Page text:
A closer look at the stimulus package

The administration, the liberal Pelosi-Reid led Congress and their
media cohorts are interpreting their plan to jump start the economy so
that public opinion will be on their side, of course. But most
Americans don’t get into the details of such bulky legislation, which
is why they rely on the….uh….media.

Let’s look elsewhere for some critical analysis. Like the Heritage Foundation. Here’s one of the parts that concerns me:

Expanded Medicaid coverage and SCHIP: Reid-Pelosi-Obama
are enacting a nationalized health care policy with no debate. The
government will soon be responsible for more health care spending than
the private sector, i.e. socialized medicine.

We must have a better health care system. Nationalizing or
socializing it is not the answer. It will usher in a chilling new era
of utilititarian medicine that will be rationed according to what a federal health board coldly
calculates as acceptable to them in a ‘cost-benefit ratio’ analysis.

Here’s some WSJ analysis of the stimulus package.

This is a political wonder that manages to spend money on just about every pent-up Democratic proposal of the last 40 years.

We’ve looked it over, and even we can’t quite believe it.

There’s $1 billion for Amtrak, the federal railroad that hasn’t
turned a profit in 40 years; $2 billion for child-care subsidies; $50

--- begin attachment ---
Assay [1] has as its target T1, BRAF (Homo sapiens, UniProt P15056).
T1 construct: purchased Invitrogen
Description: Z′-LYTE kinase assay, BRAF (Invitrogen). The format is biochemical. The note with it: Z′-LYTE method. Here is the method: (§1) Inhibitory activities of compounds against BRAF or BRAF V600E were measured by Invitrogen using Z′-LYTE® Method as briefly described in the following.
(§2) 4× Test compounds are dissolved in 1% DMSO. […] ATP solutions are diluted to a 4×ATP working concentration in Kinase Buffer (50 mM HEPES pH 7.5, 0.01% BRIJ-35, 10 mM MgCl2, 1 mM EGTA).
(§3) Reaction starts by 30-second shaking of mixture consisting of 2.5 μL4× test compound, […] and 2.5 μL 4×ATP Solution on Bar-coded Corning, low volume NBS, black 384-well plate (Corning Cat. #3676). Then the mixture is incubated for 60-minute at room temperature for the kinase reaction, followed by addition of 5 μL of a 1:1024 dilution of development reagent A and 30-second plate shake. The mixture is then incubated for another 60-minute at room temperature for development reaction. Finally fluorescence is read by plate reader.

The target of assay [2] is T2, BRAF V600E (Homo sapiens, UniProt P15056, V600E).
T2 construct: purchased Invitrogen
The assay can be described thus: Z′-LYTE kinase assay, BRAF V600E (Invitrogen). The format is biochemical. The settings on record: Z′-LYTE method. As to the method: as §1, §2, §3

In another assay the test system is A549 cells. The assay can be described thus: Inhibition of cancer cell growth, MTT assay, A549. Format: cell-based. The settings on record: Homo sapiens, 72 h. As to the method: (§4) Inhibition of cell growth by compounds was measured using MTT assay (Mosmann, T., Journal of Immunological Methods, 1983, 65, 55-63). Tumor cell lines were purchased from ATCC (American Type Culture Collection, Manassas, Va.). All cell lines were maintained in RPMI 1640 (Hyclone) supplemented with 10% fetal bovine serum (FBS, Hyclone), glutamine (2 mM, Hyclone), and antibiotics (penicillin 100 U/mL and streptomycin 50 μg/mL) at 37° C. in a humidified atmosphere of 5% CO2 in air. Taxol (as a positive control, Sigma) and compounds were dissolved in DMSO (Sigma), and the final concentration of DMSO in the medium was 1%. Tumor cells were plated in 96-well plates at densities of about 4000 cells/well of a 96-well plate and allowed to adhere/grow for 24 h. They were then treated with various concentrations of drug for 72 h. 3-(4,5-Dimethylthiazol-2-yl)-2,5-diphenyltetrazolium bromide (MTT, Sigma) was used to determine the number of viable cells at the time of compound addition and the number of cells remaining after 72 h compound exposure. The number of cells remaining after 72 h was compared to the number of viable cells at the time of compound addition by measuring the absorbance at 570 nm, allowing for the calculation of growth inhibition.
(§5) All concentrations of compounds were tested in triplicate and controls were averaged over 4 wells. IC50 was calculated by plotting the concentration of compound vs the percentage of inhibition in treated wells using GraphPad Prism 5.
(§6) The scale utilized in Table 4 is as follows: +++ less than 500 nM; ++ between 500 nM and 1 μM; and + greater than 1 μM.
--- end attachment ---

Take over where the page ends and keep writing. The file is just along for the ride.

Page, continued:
million for that great engine of job creation, the National Endowment
for the Arts; $400 million for global-warming research and another $2.4
billion for carbon-capture demonstration projects. There’s even $650
million on top of the billions already doled out to pay for digital TV
conversion coupons.

In selling the plan, President Obama has said this bill will make
“dramatic investments to revive our flagging economy.” Well, you be the

They looked at the itemized list of spending targets, and

by our estimate only $90 billion out of $825 billion, or
about 12 cents of every $1, is for something that can plausibly be
considered a growth stimulus.

Education gets a whopping allowance, too, but not actually for education in the classical sense. It’s $66 billion.

That’s more than the entire Education Department spent a
mere 10 years ago and is on top of the doubling under President Bush.
Some $6 billion of this will subsidize university building projects. If
you think the intention here is to help kids learn, the House declares
on page 257 that “No recipient . . . shall use such funds to provide
financial assistance to students to attend private elementary or
secondary schools.”

Payback to teacher’s unions and discrimination against private education, school vouchers and parents’ choice.

Most of the rest of this project spending will go to
such things as renewable energy funding ($8 billion) or mass transit
($6 billion) that have a low or negative return on investment. Most
urban transit systems are so badly managed that their fares cover less
than half of their costs. However, the people who operate these systems
belong to public-employee unions that are campaign contributors to . .
. guess which party?


This is supposed to be a new era of bipartisanship, but
this bill was written based on the wish list of every living — or dead
— Democratic interest group. As Speaker Nancy Pelosi put it, “We won
the election. We wrote the bill.” So they did.

Voters will credit them with that in the mid-term elections, late next year.


Join Mercator today for free and get our latest news and analysis

Buck internet censorship and get the news you may not get anywhere else, delivered right to your inbox. It's free and your info is safe with us, we will never share or sell your personal data.

Be the first to comment

Please check your e-mail for a link to activate your account.